Defense's last chance vs. Army
HONOLULU — For the 15 University of Hawaii football seniors who play defense, Saturday’s season finale against Army will be their final one in a Rainbow Warriors uniform.
No doubt, they will play like it, and give 100 percent effort as they have all season long.
For defensive coordinator Thom Kaumeyer and his four position coaches — Lewis Powell (defensive line), Tony Tuioti (linebackers), Daronte’ Jones (secondary) and Chris Demarest (special teams/safeties) — the players’ performance may well decide their future with UH as well.
Nobody ever likes to see people lose their jobs, and in coaching circles, the saying is, “You’re not just firing coaches, you’re firing families.” It’s true in many professions, but especially in coaching, since losing your job usually means relocating to find another one.
But even the most naive college coach must understand that in Division I-A football, performance is measured largely by victories and statistics, and there usually is accountability when those numbers indicate failure.
Everyone is well aware of Hawaii’s victory total, but here are the gruesome statistics:
Opponent first downs: 25.1 per game (121st out of 125 DI-A teams)
Pass defense: 292.8 yards per game (118th)
Total defense: 502.7 ypg (116th)
Scoring defense: 38.5 ppg (112th)
Rush defense: 209.9 ypg (101st)
Opponent third-down conversions: 41.49 percent (85th)
Interceptions: 9 (tied for 78th)
Last Saturday’s 59-56 loss at Wyoming was particularly disturbing: a mind-blowing 793 total yards allowed (third most in any NCAA game this season), including 640 yards by Wyoming quarterback Brett Smith, the best single-game total in 2013 so far.
Ankle injuries kept starting defensive linemen Moses Samia and Tavita Woodard out of the lineup and unquestionably played a factor … but if losing two players results in a total defensive collapse, then that would suggest a bigger problem to begin with.
Indeed, things were bad even when Samia and Woodard were healthy.
It also does not explain how — against a nickel package employing five defensive backs — Smith was still able to complete 29 of 48 passes for 498 yards, without an interception. Smith also rushed 19 times for 142 yards, including a 51-yard touchdown.
That makes six games in a row in which an opponent crossed the 100-yard barrier, and it would have been eight in a row if San Jose State’s Tim Crawley and Fresno State’s Marteze Waller gained just seven and five more yards, respectively.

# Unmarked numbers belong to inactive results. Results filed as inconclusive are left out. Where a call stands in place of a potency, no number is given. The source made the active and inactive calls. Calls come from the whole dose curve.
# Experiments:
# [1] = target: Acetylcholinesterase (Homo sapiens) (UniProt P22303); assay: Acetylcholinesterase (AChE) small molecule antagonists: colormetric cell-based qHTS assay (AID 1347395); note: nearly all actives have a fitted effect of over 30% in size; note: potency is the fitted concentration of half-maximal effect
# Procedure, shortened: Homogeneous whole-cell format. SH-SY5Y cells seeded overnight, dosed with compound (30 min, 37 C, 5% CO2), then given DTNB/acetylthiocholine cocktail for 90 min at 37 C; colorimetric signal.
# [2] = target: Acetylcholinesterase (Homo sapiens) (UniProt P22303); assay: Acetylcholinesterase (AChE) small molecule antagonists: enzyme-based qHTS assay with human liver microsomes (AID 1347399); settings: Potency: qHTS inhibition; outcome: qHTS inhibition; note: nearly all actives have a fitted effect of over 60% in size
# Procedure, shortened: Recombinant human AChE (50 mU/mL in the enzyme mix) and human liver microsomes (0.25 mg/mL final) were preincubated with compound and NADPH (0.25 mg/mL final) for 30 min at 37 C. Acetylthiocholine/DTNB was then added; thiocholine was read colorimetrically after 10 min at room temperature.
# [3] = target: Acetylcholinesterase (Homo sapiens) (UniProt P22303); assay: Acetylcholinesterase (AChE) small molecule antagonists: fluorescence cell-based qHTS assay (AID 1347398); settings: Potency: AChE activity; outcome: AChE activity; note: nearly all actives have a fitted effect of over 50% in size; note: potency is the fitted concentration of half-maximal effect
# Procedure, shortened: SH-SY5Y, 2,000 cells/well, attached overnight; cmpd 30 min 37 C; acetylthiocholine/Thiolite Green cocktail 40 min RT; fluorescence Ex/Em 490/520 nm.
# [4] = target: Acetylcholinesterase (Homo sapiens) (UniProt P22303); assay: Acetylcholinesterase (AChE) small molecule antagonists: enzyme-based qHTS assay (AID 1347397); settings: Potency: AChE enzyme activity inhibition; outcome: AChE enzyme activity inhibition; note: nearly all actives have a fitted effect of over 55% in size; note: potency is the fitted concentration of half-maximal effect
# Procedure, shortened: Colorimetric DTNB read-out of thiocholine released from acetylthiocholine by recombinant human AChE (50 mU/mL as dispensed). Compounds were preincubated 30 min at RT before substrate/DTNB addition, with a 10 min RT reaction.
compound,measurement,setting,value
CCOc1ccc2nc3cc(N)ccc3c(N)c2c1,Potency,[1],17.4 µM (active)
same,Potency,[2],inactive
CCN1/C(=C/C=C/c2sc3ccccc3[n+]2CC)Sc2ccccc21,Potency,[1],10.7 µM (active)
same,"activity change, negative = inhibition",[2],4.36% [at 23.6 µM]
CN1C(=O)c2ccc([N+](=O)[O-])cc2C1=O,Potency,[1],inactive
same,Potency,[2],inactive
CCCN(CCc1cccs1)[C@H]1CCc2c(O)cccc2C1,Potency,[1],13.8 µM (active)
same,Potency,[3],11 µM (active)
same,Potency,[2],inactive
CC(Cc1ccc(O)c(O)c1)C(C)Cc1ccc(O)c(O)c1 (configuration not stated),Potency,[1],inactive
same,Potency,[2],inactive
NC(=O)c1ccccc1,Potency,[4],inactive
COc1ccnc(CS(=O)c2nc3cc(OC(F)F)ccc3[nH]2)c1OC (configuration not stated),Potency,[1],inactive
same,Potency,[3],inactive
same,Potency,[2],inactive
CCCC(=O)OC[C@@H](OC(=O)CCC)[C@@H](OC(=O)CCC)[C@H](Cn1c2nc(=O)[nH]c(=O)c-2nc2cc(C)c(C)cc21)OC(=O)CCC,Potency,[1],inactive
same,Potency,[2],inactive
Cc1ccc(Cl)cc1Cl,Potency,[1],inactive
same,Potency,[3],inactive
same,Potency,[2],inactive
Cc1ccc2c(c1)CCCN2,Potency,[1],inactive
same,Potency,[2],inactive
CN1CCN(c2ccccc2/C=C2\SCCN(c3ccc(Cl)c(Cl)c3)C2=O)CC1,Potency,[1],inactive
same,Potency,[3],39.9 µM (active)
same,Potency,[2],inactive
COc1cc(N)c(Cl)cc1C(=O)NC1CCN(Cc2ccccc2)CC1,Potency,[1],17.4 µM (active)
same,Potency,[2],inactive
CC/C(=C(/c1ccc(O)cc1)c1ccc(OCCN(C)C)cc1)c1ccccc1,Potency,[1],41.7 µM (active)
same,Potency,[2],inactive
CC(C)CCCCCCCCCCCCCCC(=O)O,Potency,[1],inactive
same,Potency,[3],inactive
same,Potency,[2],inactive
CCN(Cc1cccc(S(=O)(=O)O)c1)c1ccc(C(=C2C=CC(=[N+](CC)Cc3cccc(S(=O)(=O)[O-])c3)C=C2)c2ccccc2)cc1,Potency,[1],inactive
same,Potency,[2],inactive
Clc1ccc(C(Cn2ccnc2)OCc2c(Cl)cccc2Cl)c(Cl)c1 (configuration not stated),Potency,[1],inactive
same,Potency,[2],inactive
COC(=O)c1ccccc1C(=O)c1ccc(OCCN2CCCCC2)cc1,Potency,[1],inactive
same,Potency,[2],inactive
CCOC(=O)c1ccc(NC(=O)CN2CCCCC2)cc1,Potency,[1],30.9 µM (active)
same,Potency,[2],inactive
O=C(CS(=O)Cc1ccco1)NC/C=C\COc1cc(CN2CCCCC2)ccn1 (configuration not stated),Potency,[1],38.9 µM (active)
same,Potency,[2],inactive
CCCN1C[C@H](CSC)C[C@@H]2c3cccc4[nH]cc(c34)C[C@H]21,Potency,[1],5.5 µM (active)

But perhaps most frustrating — and revealing — is how often the Rainbow Warriors have given up the big play, both literally and figuratively.
According to cfbstats.com, UH has given up plays of 10 yards or more 198 times, which ranks the Rainbow Warriors 121st in the nation. That includes plays of 20 yards or more 69 times, plays of 30 yards-plus 34 times, 40 yards-plus 19 times and 50 yards-plus 12 times. Six times, opponents gained 60 or more yards on a single play, and three times – including twice on Saturday — it’s been 70 or more yards.
What often causes those big plays is busted coverage, or missed tackles, or misalignments, or failure to close gaps … or, all of the above. And usually, that goes back to coaching, to proper scouting, having players in the right position to make plays, and having taught them the correct techniques to execute.
Other times, it’s not just the big plays, but the shorter, inopportune ones that kill. And Hawaii has struggled in that category, as well.
Wyoming converted on 11 of 20 third-downs and both fourth-down situations. That means the Cowboys faced third or fourth down 22 times, and converted on 59 percent of them.
More critically, the Rainbow Warriors rank 101st in red zone defense, as opponents have scored 87.23 percent of the time they reached UH’s 20-yard line.
Coaches like to give the opponents credit, and Smith certainly was impressive in displaying all-around skills. But Wyoming was held to seven points just the week before and managed only 10 points the game before that, so Boise State and Fresno State obviously found ways to contain him.
Now the Hawaii defensive staff is tasked with containing Army, which leads the nation in rushing at 330.6 yards per game. Against the No. 2 rushing team, Navy, the Rainbow Warriors allowed 383 yards on the ground in a 42-28 loss two weeks ago.
Army operates out of a similar option attack and has similar personnel to Navy’s in terms of size and speed, so we shall see if and what Coach Kaumeyer and Co. learned from that experience.
If anything, the Black Knights (3-7) likely are not as good as Navy, and UH is at home this time instead of 5,000 miles away at Annapolis, Md.
If the results are the same, and especially if they are caused by the same blown assignments and poor tackling, then we will know for sure something is wrong with the coaching.
In essence, it could be the Kaumeyer staff’s last chance to prove otherwise.